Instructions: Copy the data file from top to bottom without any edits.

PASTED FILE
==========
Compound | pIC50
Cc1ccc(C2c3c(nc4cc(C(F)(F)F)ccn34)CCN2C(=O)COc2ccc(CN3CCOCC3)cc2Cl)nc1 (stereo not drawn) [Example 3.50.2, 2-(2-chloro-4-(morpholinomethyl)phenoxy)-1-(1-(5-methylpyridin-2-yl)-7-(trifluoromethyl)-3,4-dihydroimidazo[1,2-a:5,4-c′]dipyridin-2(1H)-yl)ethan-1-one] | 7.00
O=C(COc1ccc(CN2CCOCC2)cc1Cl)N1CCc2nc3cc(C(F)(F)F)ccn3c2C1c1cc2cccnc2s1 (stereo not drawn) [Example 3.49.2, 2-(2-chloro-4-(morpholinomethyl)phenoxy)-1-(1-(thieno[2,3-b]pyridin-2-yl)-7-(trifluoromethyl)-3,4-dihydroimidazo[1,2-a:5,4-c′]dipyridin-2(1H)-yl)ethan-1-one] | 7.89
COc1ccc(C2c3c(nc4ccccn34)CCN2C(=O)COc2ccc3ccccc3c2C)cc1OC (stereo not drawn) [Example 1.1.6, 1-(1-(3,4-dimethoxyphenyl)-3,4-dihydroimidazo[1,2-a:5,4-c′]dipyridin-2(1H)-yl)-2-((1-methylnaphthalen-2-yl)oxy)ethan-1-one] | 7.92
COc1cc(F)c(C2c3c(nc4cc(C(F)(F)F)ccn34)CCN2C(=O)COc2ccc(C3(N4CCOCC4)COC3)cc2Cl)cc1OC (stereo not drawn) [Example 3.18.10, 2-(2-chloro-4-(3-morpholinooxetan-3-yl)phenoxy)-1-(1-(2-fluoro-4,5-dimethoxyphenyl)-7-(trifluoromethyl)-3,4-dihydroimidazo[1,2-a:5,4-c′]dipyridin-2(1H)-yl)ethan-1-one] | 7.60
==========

Compound | pIC50
Cc1ccc(C2c3c(nc4cc(C(F)(F)F)ccn34)CCN2C(=O)COc2ccc(CN3CCOCC3)cc2Cl)nc1 (stereo not drawn) [Example 3.50.2, 2-(2-chloro-4-(morpholinomethyl)phenoxy)-1-(1-(5-methylpyridin-2-yl)-7-(trifluoromethyl)-3,4-dihydroimidazo[1,2-a:5,4-c′]dipyridin-2(1H)-yl)ethan-1-one] | 7.00
O=C(COc1ccc(CN2CCOCC2)cc1Cl)N1CCc2nc3cc(C(F)(F)F)ccn3c2C1c1cc2cccnc2s1 (stereo not drawn) [Example 3.49.2, 2-(2-chloro-4-(morpholinomethyl)phenoxy)-1-(1-(thieno[2,3-b]pyridin-2-yl)-7-(trifluoromethyl)-3,4-dihydroimidazo[1,2-a:5,4-c′]dipyridin-2(1H)-yl)ethan-1-one] | 7.89
COc1ccc(C2c3c(nc4ccccn34)CCN2C(=O)COc2ccc3ccccc3c2C)cc1OC (stereo not drawn) [Example 1.1.6, 1-(1-(3,4-dimethoxyphenyl)-3,4-dihydroimidazo[1,2-a:5,4-c′]dipyridin-2(1H)-yl)-2-((1-methylnaphthalen-2-yl)oxy)ethan-1-one] | 7.92
COc1cc(F)c(C2c3c(nc4cc(C(F)(F)F)ccn34)CCN2C(=O)COc2ccc(C3(N4CCOCC4)COC3)cc2Cl)cc1OC (stereo not drawn) [Example 3.18.10, 2-(2-chloro-4-(3-morpholinooxetan-3-yl)phenoxy)-1-(1-(2-fluoro-4,5-dimethoxyphenyl)-7-(trifluoromethyl)-3,4-dihydroimidazo[1,2-a:5,4-c′]dipyridin-2(1H)-yl)ethan-1-one] | 7.60